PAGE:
Delicious Digg Newsvine Google Yahoo Reddit Magnoliacom Furl Facebook

Related News Press

News and information

Texas A&M Chemist Says Trapped Electrons To Blame For Lack Of Battery Efficiency: Forget mousetraps — today’s scientists will get the cheese if they manage to build a better battery June 28th, 2016

Building a smart cardiac patch: 'Bionic' cardiac patch could one day monitor and respond to cardiac problems June 28th, 2016

New, better way to build circuits for world's first useful quantum computers June 28th, 2016

Yale researchers’ technology turns wasted heat into power June 27th, 2016

Graphene/ Graphite

GraphExeter illuminates bright new future for flexible lighting devices June 23rd, 2016

A new form of hybrid photodetectors with quantum dots and graphene June 19th, 2016

Drum beats from a one atom thick graphite membrane June 15th, 2016

Discovery of gold nanocluster 'double' hints at other shape changing particles: New analysis approach brings two unique atomic structures into focus June 15th, 2016

Thin films

Novel capping strategy improves stability of perovskite nanocrystals: Study addresses instability issues with organometal-halide perovskites, a promising class of materials for solar cells, LEDs, and other applications June 13th, 2016

New nanomaterial offers promise in bendable, wearable electronic devices: Electroplated polymer makes transparent, highly conductive, ultrathin film June 13th, 2016

Perovskite solar cells surpass 20 percent efficiency: EPFL researchers are pushing the limits of perovskite solar cell performance by exploring the best way to grow these crystals June 13th, 2016

NRL develops new low-defect method to nitrogen dope graphene resulting in tunable bandstructure June 6th, 2016

Govt.-Legislation/Regulation/Funding/Policy

Nanoscientists develop the 'ultimate discovery tool': Rapid discovery power is similar to what gene chips offer biology June 25th, 2016

Ultrathin, flat lens resolves chirality and color: Multifunctional lens could replace bulky, expensive machines June 25th, 2016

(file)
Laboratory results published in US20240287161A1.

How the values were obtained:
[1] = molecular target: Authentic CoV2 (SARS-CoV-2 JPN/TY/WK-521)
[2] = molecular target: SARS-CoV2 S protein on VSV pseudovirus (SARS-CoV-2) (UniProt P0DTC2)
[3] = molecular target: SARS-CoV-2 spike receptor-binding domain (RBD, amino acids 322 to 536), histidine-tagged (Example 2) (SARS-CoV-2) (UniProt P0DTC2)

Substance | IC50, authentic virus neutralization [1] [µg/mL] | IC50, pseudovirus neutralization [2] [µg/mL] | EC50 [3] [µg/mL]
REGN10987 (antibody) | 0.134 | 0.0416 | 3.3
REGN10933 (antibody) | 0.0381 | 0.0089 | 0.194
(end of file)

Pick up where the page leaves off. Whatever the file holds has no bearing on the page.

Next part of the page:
Particle zoo in a quantum computer: First experimental quantum simulation of particle physics phenomena June 23rd, 2016

Titan shines light on high-temperature superconductor pathway: Simulation demonstrates how superconductivity arises in cuprates' pseudogap phase June 22nd, 2016

Discoveries

Texas A&M Chemist Says Trapped Electrons To Blame For Lack Of Battery Efficiency: Forget mousetraps — today’s scientists will get the cheese if they manage to build a better battery June 28th, 2016

Building a smart cardiac patch: 'Bionic' cardiac patch could one day monitor and respond to cardiac problems June 28th, 2016

New, better way to build circuits for world's first useful quantum computers June 28th, 2016

Yale researchers’ technology turns wasted heat into power June 27th, 2016

Announcements

Texas A&M Chemist Says Trapped Electrons To Blame For Lack Of Battery Efficiency: Forget mousetraps — today’s scientists will get the cheese if they manage to build a better battery June 28th, 2016

Building a smart cardiac patch: 'Bionic' cardiac patch could one day monitor and respond to cardiac problems June 28th, 2016

New, better way to build circuits for world's first useful quantum computers June 28th, 2016

Yale researchers’ technology turns wasted heat into power June 27th, 2016

Military

Nanoscientists develop the 'ultimate discovery tool': Rapid discovery power is similar to what gene chips offer biology June 25th, 2016

Ultrathin, flat lens resolves chirality and color: Multifunctional lens could replace bulky, expensive machines June 25th, 2016

Scientists engineer tunable DNA for electronics applications June 21st, 2016

Marrying superconductors, lasers, and Bose-Einstein condensates: Chapman University Institute for Quantum Studies (IQS) member Yutaka Shikano, Ph.D., recently had research published in Scientific Reports June 20th, 2016

NanoNews-Digest
The latest news from around the world, FREE




  Premium Products
NanoNews-Custom
Only the news you want to read!
 Learn More
NanoTech-Transfer
University Technology Transfer & Patents
 Learn More
NanoStrategies
Full-service, expert consulting
 Learn More











ASP
Nanotechnology Now Featured Books




NNN

The Hunger Project







Car Brands
Buy website traffic